Updated: Nov 17, 2022
"I've been imitated so well I've heard people copy my mistakes." -Jimi Hendrix
Our team moves pretty dang great as a whole. We take a very progressive step by step long term approach to technical progress and it shows! Typically, our pulls look great, our turnovers are solid, our strength gains tend to lead to great jumps in our competition lifts, and we get it done when its time to get it done. We don't compete once a month and instead dedicate focused periods to bringing up weak points until the time is ready. It's all very logical and a step by step process with the emphasis on where you're personally at as a lifter so that your weak points can turn into strengths swiftly... So I unfollowed and hid several social media accounts when it suddenly occurred to me "how is this affecting me and my own lifting?" You see, when we watch fails or shitty technique, we have now introduced our brain to a new potential of movement. As humans, we build everything into patterns and subconsciously integrate movements into our own movement (i.e. watching how someone does something and then producing the same movement). It's not some new science. In fact, "mirroring" was observed in the 1980s when monkeys who watched other monkeys pick peanuts up experienced neuron firing as if they were picking the peanuts up... And then in 1996 a similar study was observed with humans. Literally, monkey see monkey do.
Protect your eyes and ears AT ALL COST. It is so easy to get caught up in the world of "too much information" and "overcoaching." We scour through instagram and youtube trying to watch lifters lift maximal weights on the verge of technical breakdown, then wonder "omg is that the key to a big squat? Do I need to throw my head back at the bottom of the squat because the Chinese team is doing it?" or even just watching a famous Crossfitter hitch could introduce less than ideal positional habits. Boom. Copying "the experts" or trying something that appears to be working for someone is often appealing and works in most areas of life - but in Weightlifting can sometimes build bad habits and introduce new "funky" weird things to technique. Even more difficult is when an influencer suggests doing specific things that make you wonder why you're not doing that one exercise out of the infinite number of exercises. As lifters, there's an easy solution - hide your eyes and ears from bad information. I'm not saying don't follow your favorite lifters, in fact I WANT you to pick the best technicians and examine what they do well! Then incorporate those details into your training. Some of my favorite lifters to watch for newer lifters are the most over-emphasized. Are you unsure of who is a good technician? Ask your coach! Chances are, your coach is going to be able to point you toward lifters who do the thing you're working on very well that you can watch and study.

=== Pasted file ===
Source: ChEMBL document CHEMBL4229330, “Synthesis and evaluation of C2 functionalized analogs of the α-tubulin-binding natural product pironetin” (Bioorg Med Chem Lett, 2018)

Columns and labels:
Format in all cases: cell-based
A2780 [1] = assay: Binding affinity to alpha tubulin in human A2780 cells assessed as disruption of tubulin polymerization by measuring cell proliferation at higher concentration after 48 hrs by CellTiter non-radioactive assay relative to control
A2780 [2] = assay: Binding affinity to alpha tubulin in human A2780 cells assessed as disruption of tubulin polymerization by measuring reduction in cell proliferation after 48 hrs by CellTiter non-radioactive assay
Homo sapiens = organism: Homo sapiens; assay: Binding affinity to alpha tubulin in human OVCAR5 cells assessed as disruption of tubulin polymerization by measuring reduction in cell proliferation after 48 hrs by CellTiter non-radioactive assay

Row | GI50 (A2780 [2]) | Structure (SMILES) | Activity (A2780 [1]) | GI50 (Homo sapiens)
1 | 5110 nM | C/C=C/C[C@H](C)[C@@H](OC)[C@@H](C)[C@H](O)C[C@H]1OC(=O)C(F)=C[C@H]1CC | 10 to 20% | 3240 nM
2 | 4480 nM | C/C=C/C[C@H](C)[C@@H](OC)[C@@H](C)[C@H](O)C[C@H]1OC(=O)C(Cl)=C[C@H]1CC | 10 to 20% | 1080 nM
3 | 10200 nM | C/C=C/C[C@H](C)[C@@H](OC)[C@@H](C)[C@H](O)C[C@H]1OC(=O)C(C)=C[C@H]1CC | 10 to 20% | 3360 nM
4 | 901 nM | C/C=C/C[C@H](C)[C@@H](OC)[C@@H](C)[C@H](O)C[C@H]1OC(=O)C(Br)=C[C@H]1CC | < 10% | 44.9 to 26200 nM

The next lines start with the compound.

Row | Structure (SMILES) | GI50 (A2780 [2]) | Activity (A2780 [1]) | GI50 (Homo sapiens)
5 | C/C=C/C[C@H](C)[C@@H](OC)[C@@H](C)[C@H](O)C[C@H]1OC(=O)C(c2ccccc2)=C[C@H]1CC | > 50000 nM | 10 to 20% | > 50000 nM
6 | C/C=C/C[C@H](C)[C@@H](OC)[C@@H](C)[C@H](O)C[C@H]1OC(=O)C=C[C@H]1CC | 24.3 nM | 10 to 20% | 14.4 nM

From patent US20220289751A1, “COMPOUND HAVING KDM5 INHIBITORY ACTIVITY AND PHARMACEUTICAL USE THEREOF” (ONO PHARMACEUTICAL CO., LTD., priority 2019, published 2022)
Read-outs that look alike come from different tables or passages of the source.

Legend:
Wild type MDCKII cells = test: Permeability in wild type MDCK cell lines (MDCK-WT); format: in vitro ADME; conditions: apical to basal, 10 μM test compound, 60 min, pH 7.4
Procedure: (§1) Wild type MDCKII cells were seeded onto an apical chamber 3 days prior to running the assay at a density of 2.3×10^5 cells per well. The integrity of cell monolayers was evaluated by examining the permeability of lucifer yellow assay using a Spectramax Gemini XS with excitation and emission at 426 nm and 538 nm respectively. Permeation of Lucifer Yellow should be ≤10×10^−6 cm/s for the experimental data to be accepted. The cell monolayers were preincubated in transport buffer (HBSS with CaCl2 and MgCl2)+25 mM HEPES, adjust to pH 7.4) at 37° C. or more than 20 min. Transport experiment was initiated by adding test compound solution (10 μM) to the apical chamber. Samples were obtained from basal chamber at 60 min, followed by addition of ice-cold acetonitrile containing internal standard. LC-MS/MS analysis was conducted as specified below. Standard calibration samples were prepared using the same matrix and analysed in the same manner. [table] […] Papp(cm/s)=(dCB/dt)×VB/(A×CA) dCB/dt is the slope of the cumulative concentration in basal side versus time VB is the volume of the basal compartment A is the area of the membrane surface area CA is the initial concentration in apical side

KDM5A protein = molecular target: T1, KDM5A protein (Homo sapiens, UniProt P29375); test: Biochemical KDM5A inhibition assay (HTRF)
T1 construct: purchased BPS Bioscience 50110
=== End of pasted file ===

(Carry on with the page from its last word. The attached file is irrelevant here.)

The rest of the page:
Here's where things get complicated... A single technical model is complete crap. Instead, what matters the most to me is breaking down someone's movement over time to find which positions work best for them. There are generally a few consistencies that are true, but I teach a spectrum of movement. From John North to Tian Tao, technique gets pretty diverse with a few key points trending similarly! But where things go wrong is when less than ideal positions are being touted on instagram. So, I unfollowed accounts and hid folks/meme accounts for the sake of my own subconscious and preventing mirroring from horrifying movement and misses.
But let's play devil's advocate! What if someone needs more aggression and edge to their lifting to get the job done when things get heavy? Well, possibly mirroring could play a nice strong role here! Watching lifters get hype and power under crazy weights is motivating as heck and helps introduce potentially more passive lifters to approaching the bar with attack and commitment. Generally though, for the sake of getting better, we want to move consistently from lift to lift so it's hard for me to get behind a "pull and pray" approach to training. Especially with safety, athlete longevity, and progressive development at the front of my mind.
If you watch people miss, guess what you're engraining.... if you're watching flawless lifters with excellent balance on the bar, guess what you're engraining... This all isn't too foreign of a concept but at the end of the day its simple. The things we put into our mind or watch is reinforced the more often you see or do it. So protect your eyes and ears. Aim for quality movement first overall and trust your own process of development. Monkey See Monkey Do! Jimi Hendrix said it himself "I've been imitated so well I've heard people copy my mistakes."